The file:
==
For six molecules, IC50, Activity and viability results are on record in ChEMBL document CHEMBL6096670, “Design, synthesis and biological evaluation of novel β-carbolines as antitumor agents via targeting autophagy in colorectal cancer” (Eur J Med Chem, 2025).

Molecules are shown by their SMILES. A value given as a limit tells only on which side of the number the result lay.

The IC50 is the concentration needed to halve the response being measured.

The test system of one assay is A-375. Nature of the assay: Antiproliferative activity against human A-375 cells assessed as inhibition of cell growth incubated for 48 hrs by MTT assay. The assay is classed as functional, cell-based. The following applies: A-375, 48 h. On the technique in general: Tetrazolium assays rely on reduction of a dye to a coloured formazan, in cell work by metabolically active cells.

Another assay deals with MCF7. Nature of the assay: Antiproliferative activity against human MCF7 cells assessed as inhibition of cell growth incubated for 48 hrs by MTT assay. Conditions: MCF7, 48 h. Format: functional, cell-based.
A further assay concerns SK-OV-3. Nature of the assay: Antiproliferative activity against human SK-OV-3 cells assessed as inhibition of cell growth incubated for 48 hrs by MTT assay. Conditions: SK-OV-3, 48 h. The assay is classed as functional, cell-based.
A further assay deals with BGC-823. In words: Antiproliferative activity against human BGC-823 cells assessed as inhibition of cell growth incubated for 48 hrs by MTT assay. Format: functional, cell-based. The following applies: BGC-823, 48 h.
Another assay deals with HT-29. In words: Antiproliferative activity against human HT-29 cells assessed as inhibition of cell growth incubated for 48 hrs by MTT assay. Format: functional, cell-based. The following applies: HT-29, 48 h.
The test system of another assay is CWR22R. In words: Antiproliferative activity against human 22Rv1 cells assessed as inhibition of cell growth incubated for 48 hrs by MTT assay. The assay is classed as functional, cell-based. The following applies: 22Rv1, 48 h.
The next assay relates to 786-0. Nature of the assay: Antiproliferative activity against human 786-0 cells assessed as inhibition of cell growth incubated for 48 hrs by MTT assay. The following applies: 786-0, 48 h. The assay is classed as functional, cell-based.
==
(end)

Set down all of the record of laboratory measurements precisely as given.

For six molecules, IC50, Activity and viability results are on record in ChEMBL document CHEMBL6096670, “Design, synthesis and biological evaluation of novel β-carbolines as antitumor agents via targeting autophagy in colorectal cancer” (Eur J Med Chem, 2025).

Molecules are shown by their SMILES. A value given as a limit tells only on which side of the number the result lay.

The IC50 is the concentration needed to halve the response being measured.

The test system of one assay is A-375. Nature of the assay: Antiproliferative activity against human A-375 cells assessed as inhibition of cell growth incubated for 48 hrs by MTT assay. The assay is classed as functional, cell-based. The following applies: A-375, 48 h. On the technique in general: Tetrazolium assays rely on reduction of a dye to a coloured formazan, in cell work by metabolically active cells.

Another assay deals with MCF7. Nature of the assay: Antiproliferative activity against human MCF7 cells assessed as inhibition of cell growth incubated for 48 hrs by MTT assay. Conditions: MCF7, 48 h. Format: functional, cell-based.
A further assay concerns SK-OV-3. Nature of the assay: Antiproliferative activity against human SK-OV-3 cells assessed as inhibition of cell growth incubated for 48 hrs by MTT assay. Conditions: SK-OV-3, 48 h. The assay is classed as functional, cell-based.
A further assay deals with BGC-823. In words: Antiproliferative activity against human BGC-823 cells assessed as inhibition of cell growth incubated for 48 hrs by MTT assay. Format: functional, cell-based. The following applies: BGC-823, 48 h.
Another assay deals with HT-29. In words: Antiproliferative activity against human HT-29 cells assessed as inhibition of cell growth incubated for 48 hrs by MTT assay. Format: functional, cell-based. The following applies: HT-29, 48 h.
The test system of another assay is CWR22R. In words: Antiproliferative activity against human 22Rv1 cells assessed as inhibition of cell growth incubated for 48 hrs by MTT assay. The assay is classed as functional, cell-based. The following applies: 22Rv1, 48 h.
The next assay relates to 786-0. Nature of the assay: Antiproliferative activity against human 786-0 cells assessed as inhibition of cell growth incubated for 48 hrs by MTT assay. The following applies: 786-0, 48 h. The assay is classed as functional, cell-based.